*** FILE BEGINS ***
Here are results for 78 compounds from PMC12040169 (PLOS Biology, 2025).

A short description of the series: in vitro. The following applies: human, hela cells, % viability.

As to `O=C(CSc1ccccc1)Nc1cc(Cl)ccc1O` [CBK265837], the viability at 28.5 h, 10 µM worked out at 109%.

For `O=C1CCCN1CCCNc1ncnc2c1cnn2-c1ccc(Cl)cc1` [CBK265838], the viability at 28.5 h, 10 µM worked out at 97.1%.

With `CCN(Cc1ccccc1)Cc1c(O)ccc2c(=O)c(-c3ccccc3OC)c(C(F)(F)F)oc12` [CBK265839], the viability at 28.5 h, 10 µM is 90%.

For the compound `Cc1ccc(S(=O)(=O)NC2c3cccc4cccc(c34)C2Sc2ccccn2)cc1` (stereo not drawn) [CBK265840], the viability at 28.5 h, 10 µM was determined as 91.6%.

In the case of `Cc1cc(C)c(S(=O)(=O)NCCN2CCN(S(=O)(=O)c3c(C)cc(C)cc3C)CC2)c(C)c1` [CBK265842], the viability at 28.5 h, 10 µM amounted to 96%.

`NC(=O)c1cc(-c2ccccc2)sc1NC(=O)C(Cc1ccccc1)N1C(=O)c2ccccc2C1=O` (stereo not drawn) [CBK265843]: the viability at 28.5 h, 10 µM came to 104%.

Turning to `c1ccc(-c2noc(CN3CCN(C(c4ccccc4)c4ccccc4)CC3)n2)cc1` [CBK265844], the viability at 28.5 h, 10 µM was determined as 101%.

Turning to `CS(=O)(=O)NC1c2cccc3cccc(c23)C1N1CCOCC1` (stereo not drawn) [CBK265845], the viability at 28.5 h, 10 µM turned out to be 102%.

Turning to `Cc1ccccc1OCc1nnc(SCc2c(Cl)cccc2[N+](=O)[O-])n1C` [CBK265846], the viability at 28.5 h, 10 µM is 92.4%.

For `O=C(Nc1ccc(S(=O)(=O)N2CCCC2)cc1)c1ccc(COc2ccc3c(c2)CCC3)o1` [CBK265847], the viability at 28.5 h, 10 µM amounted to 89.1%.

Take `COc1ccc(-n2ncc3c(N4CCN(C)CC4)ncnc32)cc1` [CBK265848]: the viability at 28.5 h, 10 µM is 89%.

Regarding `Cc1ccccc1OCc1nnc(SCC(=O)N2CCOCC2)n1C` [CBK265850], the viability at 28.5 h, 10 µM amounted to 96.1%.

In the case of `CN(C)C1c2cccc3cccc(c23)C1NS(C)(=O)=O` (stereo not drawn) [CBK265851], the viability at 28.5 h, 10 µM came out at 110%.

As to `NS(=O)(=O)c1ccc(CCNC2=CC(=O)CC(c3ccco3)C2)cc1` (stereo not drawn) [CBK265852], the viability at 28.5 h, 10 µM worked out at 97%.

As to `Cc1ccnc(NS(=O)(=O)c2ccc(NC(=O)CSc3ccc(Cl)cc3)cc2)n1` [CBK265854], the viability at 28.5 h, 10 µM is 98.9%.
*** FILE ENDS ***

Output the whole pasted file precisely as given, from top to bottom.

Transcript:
Here are results for 78 compounds from PMC12040169 (PLOS Biology, 2025).

A short description of the series: in vitro. The following applies: human, hela cells, % viability.

As to `O=C(CSc1ccccc1)Nc1cc(Cl)ccc1O` [CBK265837], the viability at 28.5 h, 10 µM worked out at 109%.

For `O=C1CCCN1CCCNc1ncnc2c1cnn2-c1ccc(Cl)cc1` [CBK265838], the viability at 28.5 h, 10 µM worked out at 97.1%.

With `CCN(Cc1ccccc1)Cc1c(O)ccc2c(=O)c(-c3ccccc3OC)c(C(F)(F)F)oc12` [CBK265839], the viability at 28.5 h, 10 µM is 90%.

For the compound `Cc1ccc(S(=O)(=O)NC2c3cccc4cccc(c34)C2Sc2ccccn2)cc1` (stereo not drawn) [CBK265840], the viability at 28.5 h, 10 µM was determined as 91.6%.

In the case of `Cc1cc(C)c(S(=O)(=O)NCCN2CCN(S(=O)(=O)c3c(C)cc(C)cc3C)CC2)c(C)c1` [CBK265842], the viability at 28.5 h, 10 µM amounted to 96%.

`NC(=O)c1cc(-c2ccccc2)sc1NC(=O)C(Cc1ccccc1)N1C(=O)c2ccccc2C1=O` (stereo not drawn) [CBK265843]: the viability at 28.5 h, 10 µM came to 104%.

Turning to `c1ccc(-c2noc(CN3CCN(C(c4ccccc4)c4ccccc4)CC3)n2)cc1` [CBK265844], the viability at 28.5 h, 10 µM was determined as 101%.

Turning to `CS(=O)(=O)NC1c2cccc3cccc(c23)C1N1CCOCC1` (stereo not drawn) [CBK265845], the viability at 28.5 h, 10 µM turned out to be 102%.

Turning to `Cc1ccccc1OCc1nnc(SCc2c(Cl)cccc2[N+](=O)[O-])n1C` [CBK265846], the viability at 28.5 h, 10 µM is 92.4%.

For `O=C(Nc1ccc(S(=O)(=O)N2CCCC2)cc1)c1ccc(COc2ccc3c(c2)CCC3)o1` [CBK265847], the viability at 28.5 h, 10 µM amounted to 89.1%.

Take `COc1ccc(-n2ncc3c(N4CCN(C)CC4)ncnc32)cc1` [CBK265848]: the viability at 28.5 h, 10 µM is 89%.

Regarding `Cc1ccccc1OCc1nnc(SCC(=O)N2CCOCC2)n1C` [CBK265850], the viability at 28.5 h, 10 µM amounted to 96.1%.

In the case of `CN(C)C1c2cccc3cccc(c23)C1NS(C)(=O)=O` (stereo not drawn) [CBK265851], the viability at 28.5 h, 10 µM came out at 110%.

As to `NS(=O)(=O)c1ccc(CCNC2=CC(=O)CC(c3ccco3)C2)cc1` (stereo not drawn) [CBK265852], the viability at 28.5 h, 10 µM worked out at 97%.

As to `Cc1ccnc(NS(=O)(=O)c2ccc(NC(=O)CSc3ccc(Cl)cc3)cc2)n1` [CBK265854], the viability at 28.5 h, 10 µM is 98.9%.